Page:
Some concluding thoughts on casein printing and a couple of prints, too!
Read the previous post here.
Of the many morals I could extract from my true-to-life casein fairy tale, allow me comment upon just one which can be summed up in a single word — determination. Resolving to stay true to passion and principles can make all the difference in the world. The resolve in my case was exercised on several levels. I was, and still am, resolved to exclusively use the sun for printing. My resolve kept me on the straight and narrow leading me to work though the difficulties by revisiting and improving upon a process I had previously tossed aside. I would encourage the reader to stay focused in your work, keep your eye on the goals you have set for yourself, and never allow crusty, creepy dragons to easily overtake you without a valiant fight. Let dragons be an impetus to help you advance, not surrender or even compromise!
Moving along, I imagine some have been patiently waiting to learn how to make a casein mixture for printing. Not willing to completely divulge quite yet exactly how I produce my own batches, may I instead direct the reader to Laura Blacklow’s excellent article on casein pigment printing. However, my one suggested tweak would be to replace the milk-made curd created in step one with 3 or 4 ounces of commercially made, fat-free cottage cheese. Rinse the whey (milky white liquid) from the curd. The curd is casein. Then continue with the remaining steps in her instructions.
There you have it—outlandishly easy if you ask me. Just that one modification to the milk printing instructions—using cottage cheese— went a very long way toward helping me defeat the dragon long ago. Over the years I have considerably modified those instructions further to better suit my own needs. Feel free to do the same.
And now, with your indulgence, I wish to stand on this rickety old soap box and make one last, rather sobering and a bit contemplative concluding remark.
I suspect some of my trilogy readers are wondering, “OK, why all the theatrics and drama over casein? Did you really need to fritter away three blogs on some fairy tale foolery? Come on—dragons and heroes? And what’s up with the Gershwin jazz?” Well, I must admit writing fantasy essays for a website as this does seem a bit misplaced—out of the ordinary, for sure. We’ve become so accustomed to every click of the mouse careening us from one technical, formula-packed, how-to exposition to the next, and the next, and the next. Don’t take me wrong. Building an ever rising Mount Everest of pure and applied knowledge on this city block we call alternativephotography.com is fine and dandy with me! But with each shovel-full have we become as the dingy factory portrayed in the great Chaplin film, Modern Times, mindlessly unloading one process dissertation after another, unpacking one recipe after the next oblivious to other creative genres of expression for our work? Oh please, surely not! How I long to be the Little Tramp who dares to pull the lever and stop the infernal assembly line if only to commence the ensuing mayhem and madness. Perhaps then, in due time, we might advance to the more princely task of recording intimate self-discovery and articulating refreshing, innovative dialogue which celebrates our hard-earned endeavors.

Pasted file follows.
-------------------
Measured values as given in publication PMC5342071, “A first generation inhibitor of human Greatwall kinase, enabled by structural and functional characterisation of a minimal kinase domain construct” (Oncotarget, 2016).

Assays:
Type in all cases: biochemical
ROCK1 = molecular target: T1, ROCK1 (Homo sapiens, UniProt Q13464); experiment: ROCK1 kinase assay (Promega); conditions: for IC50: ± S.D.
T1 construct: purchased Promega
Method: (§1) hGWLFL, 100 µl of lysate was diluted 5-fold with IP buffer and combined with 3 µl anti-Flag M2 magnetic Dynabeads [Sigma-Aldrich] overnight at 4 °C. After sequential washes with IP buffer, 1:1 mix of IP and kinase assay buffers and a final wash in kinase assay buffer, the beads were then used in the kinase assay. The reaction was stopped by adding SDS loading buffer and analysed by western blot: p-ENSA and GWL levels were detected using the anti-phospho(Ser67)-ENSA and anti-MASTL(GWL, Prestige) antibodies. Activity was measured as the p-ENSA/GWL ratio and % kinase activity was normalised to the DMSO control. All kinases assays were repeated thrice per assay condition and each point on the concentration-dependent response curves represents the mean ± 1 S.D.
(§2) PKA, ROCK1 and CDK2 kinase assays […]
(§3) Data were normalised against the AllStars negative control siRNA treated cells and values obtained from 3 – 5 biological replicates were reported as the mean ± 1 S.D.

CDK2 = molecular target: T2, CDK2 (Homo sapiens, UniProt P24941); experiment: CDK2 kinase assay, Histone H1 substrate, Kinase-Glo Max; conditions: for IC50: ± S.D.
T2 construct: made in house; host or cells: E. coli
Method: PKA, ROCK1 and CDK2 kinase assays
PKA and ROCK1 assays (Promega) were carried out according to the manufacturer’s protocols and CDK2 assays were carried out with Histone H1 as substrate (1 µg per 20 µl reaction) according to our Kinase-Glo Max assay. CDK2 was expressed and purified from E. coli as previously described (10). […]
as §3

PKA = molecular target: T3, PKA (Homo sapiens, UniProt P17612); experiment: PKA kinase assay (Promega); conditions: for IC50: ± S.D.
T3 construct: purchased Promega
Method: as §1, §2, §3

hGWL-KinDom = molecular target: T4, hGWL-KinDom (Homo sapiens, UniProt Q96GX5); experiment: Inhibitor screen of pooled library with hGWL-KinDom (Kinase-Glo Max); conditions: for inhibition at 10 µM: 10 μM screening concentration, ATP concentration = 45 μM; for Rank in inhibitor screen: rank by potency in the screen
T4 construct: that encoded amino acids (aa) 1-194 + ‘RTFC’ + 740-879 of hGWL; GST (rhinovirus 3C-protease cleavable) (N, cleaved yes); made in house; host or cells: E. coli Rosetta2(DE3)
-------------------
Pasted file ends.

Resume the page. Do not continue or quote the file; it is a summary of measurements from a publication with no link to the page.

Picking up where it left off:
Let me pose this delicate little question in another way. Are we actual flesh and blood artists equipped with an ample assortment of inventive manifestations for our work or are we merely lumbering laborers, lurkers, and lackeys who stumble by this site to peep behind the curtain and gawk at how the magicians turn their tricks? I realize those words make for a harsh admonishment, but try the shoe on for size anyway.
It’s like this. Who I am on the inside somehow filters up to the surface of my life and into my prints. Heaven forbid, if ever I had to choose between my pen and my art as the sole means of expression, art would win. That sentence tells it all. Visual art plays such an inescapable part of my identity. However, there must also be room for convictions and emotions which both encompass and expand beyond, far beyond, the nuts and bolts of our precious processes. Thankfully, both my prints and my pen can and do serve as a voice. And with my pen the trilogy—a personal trilogy—had to be written not as just another mundane paint-by-numbers rag, but as a humble, ever so human tale. Tales exude life and breath. Tales evoke visceral notions and ideas. Without tales, there is no mythos, and at best, an incomplete legacy. And besides, only dead men are regrettably doomed to tell no tales.